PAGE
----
Most educated societies cannot vote in an autocratic leader. Education enlightens the society their civil rights and qualities that make a good leader. Educated leaders on the other hand are a benefit to the society because they are better placed to make well-informed decisions concerning governing of the people.
j) Reduction in Petty Crime-
Education plays a crucial role in lowering of petty crime in the society. There is a very strong negative correlation between the levels of petty crime with levels of education.
k) Fertility Reduction: -
Studies have revealed that there is inverse relationship between education of women and size of her family (Schultz, 1993). An educated woman will not be in a position to have many children because of the following reasons:
- She would probably get married at a later age;
- She has adequate knowledge on contraceptives and economically empowered to afford them;
- Educated woman weighs the cost involved in raising children.
Vulnerability refers to any condition or susceptibility to external shocks that could threaten people’s lives and livelihoods, natural resources, properties and infrastructure, economic productivity and a region’s prosperity.
Types of vulnerabilityIn its sense, social vulnerability is one dimension of vulnerability to multiple stressors and shocks, including abuse, social exclusion and natural hazards. Social vulnerability refers to the inability of people, organizations, and societies to withstand adverse impacts from multiple stressors to which they are exposed. These impacts are due in part to characteristics inherent in social interactions, institutions, and systems of cultural values.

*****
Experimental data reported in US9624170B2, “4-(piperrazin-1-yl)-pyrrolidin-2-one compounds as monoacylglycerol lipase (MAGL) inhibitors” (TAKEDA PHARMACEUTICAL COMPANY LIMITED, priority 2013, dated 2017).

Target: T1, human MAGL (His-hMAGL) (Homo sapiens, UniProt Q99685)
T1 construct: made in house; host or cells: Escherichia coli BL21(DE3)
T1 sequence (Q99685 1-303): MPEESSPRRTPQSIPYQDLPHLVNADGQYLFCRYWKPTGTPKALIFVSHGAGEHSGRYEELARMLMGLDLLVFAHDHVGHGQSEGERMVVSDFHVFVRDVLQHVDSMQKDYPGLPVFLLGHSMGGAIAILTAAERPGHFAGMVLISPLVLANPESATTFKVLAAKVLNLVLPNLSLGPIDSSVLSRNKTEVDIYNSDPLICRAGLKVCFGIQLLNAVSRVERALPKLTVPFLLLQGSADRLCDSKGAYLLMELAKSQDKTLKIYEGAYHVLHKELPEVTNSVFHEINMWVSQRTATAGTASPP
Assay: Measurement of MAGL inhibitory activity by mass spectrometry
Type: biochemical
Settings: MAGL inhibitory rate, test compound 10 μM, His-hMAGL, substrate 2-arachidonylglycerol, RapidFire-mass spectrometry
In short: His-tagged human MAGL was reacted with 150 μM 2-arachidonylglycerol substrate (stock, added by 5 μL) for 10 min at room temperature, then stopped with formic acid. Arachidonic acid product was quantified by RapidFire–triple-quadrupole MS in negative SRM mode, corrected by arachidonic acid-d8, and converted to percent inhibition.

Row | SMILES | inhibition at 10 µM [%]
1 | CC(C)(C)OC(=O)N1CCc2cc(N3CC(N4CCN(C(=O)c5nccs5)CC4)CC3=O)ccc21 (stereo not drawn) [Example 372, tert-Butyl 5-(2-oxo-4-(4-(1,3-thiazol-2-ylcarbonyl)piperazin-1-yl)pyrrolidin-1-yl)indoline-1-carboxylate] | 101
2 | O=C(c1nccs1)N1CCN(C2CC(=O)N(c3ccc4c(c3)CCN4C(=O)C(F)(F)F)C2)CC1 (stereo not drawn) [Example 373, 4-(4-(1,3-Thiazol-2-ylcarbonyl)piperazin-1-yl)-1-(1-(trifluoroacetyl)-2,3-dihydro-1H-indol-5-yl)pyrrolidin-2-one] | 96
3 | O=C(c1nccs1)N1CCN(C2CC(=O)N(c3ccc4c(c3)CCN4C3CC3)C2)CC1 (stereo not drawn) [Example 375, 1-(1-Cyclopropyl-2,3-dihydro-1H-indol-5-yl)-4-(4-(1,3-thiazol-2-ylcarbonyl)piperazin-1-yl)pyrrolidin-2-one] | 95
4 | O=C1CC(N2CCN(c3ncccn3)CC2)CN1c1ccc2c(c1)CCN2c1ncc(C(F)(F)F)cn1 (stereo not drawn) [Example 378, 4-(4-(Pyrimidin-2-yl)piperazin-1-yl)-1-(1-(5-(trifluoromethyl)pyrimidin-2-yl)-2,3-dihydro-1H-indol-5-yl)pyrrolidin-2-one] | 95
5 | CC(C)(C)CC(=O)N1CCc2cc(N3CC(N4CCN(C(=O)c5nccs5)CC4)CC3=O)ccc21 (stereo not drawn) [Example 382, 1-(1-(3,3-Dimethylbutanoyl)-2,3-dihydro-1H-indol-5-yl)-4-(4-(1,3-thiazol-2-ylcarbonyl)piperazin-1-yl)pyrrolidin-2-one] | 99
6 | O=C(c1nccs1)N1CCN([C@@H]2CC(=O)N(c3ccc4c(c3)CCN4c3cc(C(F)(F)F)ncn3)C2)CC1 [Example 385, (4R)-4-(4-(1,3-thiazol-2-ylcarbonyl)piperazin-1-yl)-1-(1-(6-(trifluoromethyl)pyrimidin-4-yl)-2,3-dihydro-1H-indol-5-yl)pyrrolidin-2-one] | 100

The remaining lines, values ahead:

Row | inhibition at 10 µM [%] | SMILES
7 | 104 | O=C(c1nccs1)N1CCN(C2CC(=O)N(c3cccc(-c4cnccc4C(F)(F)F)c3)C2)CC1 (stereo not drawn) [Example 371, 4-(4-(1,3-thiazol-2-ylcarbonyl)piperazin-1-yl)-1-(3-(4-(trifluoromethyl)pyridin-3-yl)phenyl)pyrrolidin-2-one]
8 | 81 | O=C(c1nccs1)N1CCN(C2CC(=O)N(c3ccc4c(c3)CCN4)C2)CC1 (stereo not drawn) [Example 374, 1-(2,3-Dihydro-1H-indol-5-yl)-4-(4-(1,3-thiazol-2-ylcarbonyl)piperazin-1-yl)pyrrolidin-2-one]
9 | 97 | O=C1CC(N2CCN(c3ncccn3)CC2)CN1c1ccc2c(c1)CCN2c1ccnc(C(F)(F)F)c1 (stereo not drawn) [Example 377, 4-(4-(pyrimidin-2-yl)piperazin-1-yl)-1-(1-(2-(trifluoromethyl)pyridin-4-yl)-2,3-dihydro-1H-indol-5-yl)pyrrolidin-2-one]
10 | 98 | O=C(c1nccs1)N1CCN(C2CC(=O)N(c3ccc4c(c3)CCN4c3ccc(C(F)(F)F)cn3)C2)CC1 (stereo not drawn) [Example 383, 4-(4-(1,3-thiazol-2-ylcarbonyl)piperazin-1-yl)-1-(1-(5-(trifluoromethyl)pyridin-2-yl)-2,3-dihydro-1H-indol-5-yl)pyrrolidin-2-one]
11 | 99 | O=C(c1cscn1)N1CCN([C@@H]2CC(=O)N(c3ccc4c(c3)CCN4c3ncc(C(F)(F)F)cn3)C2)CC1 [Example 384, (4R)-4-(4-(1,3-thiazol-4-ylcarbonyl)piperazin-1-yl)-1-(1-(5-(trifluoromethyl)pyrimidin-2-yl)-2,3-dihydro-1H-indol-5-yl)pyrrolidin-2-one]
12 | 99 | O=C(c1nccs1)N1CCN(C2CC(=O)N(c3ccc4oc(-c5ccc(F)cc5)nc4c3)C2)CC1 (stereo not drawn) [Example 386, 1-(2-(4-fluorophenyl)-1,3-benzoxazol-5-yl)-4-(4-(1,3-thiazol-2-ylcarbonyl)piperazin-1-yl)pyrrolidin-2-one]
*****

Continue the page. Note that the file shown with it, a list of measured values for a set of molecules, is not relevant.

A cognitive vulnerability, in cognitive psychology, is an erroneous belief, cognitive bias, or pattern of thought that is believed to predispose the individual to psychological problems.
It is in place before the symptoms of psychological disorders start to appear; after the individual encounters a stressful experience, the cognitive vulnerability shapes a maladaptive response that may lead to a psychological disorder. In psychopathology, cognitive vulnerability is constructed from schema models, hopelessness models, and attachment theory. Attentional bias is one mechanism leading to faulty cognitive bias that leads to cognitive vulnerability. Allocating a danger level to a threat depends on the urgency or intensity of the threshold.
iii) MilitaryIn military terminology, vulnerability is a subset of survivability, the others being susceptibility and recoverability. Vulnerability is defined in various ways depending on the nation and service arm concerned, but in general it refers to the near-instantaneous effects of a weapon attack. In aviation it is defined as the inability of an aircraft to withstand the damage caused by the man-made hostile environment. In some definitions, recoverability (damage control, firefighting, restoration of capability) is included in vulnerability. Some military services develop their own concept of vulnerability.